Also found in: Dictionary, Thesaurus, Wikipedia.
Pharmacologic class: Opioid agonist
Therapeutic class: Opioid analgesic, antitussive
Controlled substance schedule II
Pregnancy risk category C (with long-term use or at term with high doses: D)
FDA Box Warning
Binds to opiate receptors in spinal cord and CNS, altering perception of and response to painful stimuli while producing generalized CNS depression. Also subdues cough reflex and decreases GI motility.
Injection: 1 mg/ml, 2 mg/ml, 4 mg/ml, 10 mg/ml
Powder for injection (lyophilized): 250-mg vials (high-potency)
Oral solution: 5 mg/5 ml
Rectal suppositories: 3 mg
Tablets: 2 mg, 3 mg, 4 mg, 8 mg
Indications and dosages
➣ Moderate to severe pain
Adults weighing more than 50 kg (110 lb): 2 mg P.O. (tablets) q 4 to 6 hours p.r.n. For more severe pain, 4 mg P.O. (tablets) may be given q 4 to 6 hours. If pain increases in severity, analgesia isn't adequate, or tolerance develops, a gradual increase in dosage may be required. Or 2.5 to 10 mg P.O. (oral solution) q 4 to 6 hours p.r.n. as directed by clinical situation. Or 1 to 2 mg subcutaneously, I.M., or I.V. q 4 to 6 hours p.r.n.; or 3 mg P.R. q 6 to 8 hours p.r.n. Adjust dosage based on pain severity, underlying disease, and patient's age and size.
• Hypersensitivity to narcotics or bisulfites
• Acute or severe bronchial asthma or upper respiratory tract obstruction
Use cautiously in:
• increased intracranial pressure; severe renal, hepatic, or pulmonary disease; hypothyroidism; adrenal insufficiency; prostatic hypertrophy; alcoholism
• concurrent use of MAO inhibitors
• elderly patients
• pregnant or breastfeeding patients.
☞ Be aware that high-potency hydromorphone (Dilaudid-HP) is a highly concentrated solution and shouldn't be confused with standard parenteral formulations of hydromorphone or other opioids. Overdose and death may result.
• Know that high-potency formulation is recommended for opioid-tolerant patients who require larger than usual doses of opioids to gain adequate pain relief.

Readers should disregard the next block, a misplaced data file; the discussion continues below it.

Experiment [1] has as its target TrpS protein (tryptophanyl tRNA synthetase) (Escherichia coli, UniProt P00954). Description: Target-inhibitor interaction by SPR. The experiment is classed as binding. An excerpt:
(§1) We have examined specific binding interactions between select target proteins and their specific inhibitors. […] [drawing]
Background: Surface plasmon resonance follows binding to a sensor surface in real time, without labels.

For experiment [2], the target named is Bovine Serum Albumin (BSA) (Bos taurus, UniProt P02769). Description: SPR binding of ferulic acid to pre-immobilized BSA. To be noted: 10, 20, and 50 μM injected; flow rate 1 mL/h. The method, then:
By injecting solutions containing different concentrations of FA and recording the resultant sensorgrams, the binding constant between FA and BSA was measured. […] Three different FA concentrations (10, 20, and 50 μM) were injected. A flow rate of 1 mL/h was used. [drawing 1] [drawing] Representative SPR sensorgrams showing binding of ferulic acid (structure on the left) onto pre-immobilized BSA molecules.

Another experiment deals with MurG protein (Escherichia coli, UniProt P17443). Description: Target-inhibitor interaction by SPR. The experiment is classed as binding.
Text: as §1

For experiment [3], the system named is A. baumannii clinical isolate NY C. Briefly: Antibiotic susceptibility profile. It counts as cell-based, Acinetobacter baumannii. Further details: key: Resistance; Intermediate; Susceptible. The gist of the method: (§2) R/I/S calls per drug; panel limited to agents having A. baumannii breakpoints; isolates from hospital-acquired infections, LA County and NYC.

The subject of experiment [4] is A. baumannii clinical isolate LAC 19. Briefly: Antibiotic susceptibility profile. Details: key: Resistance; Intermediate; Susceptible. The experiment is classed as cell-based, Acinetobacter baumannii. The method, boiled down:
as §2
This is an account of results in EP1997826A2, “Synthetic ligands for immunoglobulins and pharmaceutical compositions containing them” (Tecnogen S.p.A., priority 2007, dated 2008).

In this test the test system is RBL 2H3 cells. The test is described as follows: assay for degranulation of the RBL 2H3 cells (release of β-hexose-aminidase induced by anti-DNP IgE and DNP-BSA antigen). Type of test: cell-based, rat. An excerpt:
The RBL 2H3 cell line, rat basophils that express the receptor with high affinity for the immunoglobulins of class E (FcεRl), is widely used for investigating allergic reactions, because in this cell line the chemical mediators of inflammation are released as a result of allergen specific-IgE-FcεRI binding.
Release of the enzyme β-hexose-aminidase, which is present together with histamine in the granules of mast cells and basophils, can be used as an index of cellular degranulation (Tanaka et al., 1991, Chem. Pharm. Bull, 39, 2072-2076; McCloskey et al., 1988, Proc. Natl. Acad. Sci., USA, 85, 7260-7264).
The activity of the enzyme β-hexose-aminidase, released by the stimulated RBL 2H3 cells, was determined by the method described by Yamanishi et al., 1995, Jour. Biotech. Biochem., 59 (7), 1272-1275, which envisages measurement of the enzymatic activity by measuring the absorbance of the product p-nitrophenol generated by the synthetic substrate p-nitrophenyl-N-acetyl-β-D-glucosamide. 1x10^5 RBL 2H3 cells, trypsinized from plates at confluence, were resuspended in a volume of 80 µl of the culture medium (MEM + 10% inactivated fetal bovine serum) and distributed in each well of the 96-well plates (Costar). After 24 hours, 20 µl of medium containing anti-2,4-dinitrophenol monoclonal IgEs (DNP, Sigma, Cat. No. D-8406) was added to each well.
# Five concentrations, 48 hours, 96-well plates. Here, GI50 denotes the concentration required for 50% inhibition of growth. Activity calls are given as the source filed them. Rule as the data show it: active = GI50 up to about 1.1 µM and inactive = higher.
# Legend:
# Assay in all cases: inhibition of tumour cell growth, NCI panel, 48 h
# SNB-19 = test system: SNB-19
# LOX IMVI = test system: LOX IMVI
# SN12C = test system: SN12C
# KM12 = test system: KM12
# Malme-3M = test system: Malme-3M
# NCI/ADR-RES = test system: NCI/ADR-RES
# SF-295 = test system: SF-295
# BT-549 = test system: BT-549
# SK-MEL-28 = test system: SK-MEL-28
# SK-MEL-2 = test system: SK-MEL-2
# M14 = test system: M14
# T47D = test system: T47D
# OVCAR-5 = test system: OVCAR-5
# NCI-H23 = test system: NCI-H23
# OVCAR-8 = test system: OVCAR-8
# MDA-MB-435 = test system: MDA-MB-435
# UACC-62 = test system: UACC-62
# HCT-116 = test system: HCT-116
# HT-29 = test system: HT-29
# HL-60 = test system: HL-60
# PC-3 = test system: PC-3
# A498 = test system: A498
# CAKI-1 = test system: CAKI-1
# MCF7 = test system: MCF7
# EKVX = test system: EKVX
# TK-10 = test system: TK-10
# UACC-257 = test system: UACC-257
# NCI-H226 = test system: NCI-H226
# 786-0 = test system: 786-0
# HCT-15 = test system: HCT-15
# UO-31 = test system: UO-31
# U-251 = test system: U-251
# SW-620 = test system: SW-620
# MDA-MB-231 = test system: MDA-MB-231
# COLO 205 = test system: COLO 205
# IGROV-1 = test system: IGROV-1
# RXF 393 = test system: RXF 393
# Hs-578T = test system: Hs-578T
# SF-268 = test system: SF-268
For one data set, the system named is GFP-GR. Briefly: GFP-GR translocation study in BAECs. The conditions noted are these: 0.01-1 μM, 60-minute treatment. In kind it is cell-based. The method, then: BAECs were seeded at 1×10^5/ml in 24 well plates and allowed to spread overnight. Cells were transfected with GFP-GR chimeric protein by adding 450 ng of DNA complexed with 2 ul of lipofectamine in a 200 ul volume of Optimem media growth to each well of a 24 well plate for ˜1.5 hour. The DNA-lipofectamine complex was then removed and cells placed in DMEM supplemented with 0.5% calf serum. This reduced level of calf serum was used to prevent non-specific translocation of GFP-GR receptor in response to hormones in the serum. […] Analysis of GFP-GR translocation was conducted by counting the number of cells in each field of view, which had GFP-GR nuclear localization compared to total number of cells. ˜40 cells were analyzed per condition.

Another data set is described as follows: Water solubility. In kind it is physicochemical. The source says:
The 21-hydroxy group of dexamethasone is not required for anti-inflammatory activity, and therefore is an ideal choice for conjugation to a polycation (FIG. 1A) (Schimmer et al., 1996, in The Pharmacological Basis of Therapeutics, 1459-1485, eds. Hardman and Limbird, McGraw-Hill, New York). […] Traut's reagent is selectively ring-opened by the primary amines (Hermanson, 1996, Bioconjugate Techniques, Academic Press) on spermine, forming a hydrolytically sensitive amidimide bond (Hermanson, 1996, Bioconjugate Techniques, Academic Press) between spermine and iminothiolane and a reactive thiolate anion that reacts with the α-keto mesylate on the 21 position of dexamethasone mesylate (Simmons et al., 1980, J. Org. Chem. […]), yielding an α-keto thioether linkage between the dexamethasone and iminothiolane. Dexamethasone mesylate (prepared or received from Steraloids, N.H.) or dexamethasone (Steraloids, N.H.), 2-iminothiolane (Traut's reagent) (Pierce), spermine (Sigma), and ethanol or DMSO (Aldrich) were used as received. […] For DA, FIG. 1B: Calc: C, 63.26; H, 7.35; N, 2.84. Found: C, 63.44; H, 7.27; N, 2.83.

• For maximal analgesic effect, give before pain becomes severe.
• For I.V. infusion, mix with dextrose 5% in water, normal saline solution, or lactated Ringer's solution.
• Give single-dose I.V. injection slowly, over 2 to 5 minutes for each 2-mg dose.
• Rotate I.M. and subcutaneous sites to prevent muscle atrophy.
• Give oral form with food to avoid GI upset.
CNS: confusion, sedation, dysphoria, euphoria, floating feeling, hallucinations, headache, unusual dreams, anxiety, dizziness, drowsiness
CV: hypotension, hypertension, palpitations, bradycardia, tachycardia
EENT: blurred vision, diplopia, miosis, nystagmus, tinnitus, laryngeal edema, laryngospasm
GI: nausea, vomiting, constipation, abdominal cramps, biliary tract spasm, anorexia
GU: urinary retention, dysuria
Respiratory: dyspnea, wheezing, bronchospasm, respiratory depression
Skin: flushing, diaphoresis
Other: physical or psychological drug dependence; drug tolerance; injection site pain, redness, or swelling
Drug-drug. Antidepressants, antihistamines, MAO inhibitors, sedative-hypnotics: additive CNS depression
Antihypertensives, diuretics, guanadrel, guanethidine, mecamylamine: increased risk of hypotension
Atropine, belladonna alkaloids, difenoxin, diphenoxylate, kaolin and pectin, loperamide, paregoric: increased risk of CNS depression, severe constipation
Barbiturates: increased sedation
Buprenorphine, butorphanol, nalbuphine, pentazocine: precipitation of opioid withdrawal in physically dependent patients
Nalbuphine, pentazocine: decreased analgesia
Drug-diagnostic tests. Amylase, lipase: increased levels
Drug-herbs. Chamomile, hops, kava, skullcap, valerian: increased CNS depression
Drug-behaviors. Alcohol use: increased CNS depression
☞ With I.V. use, monitor for respiratory depression. Keep resuscitation equipment and naloxone nearby.
• Assess for signs and symptoms of physical or psychological drug dependence.
• Monitor for constipation.
☞ Instruct patient to take drug exactly as prescribed before pain becomes severe, but caution him that drug may be habit-forming.
• Tell patient to take oral form with food to avoid GI upset.
• Advise patient to report difficulty breathing, nausea, vomiting, or dizziness.
• Caution patient to avoid driving and other hazardous activities until he knows how drug affects concentration and alertness.
• Tell patient to avoid alcohol while taking drug.
• As appropriate, review all other significant and life-threatening adverse reactions and interactions, especially those related to the drugs, tests, herbs, and behaviors mentioned above.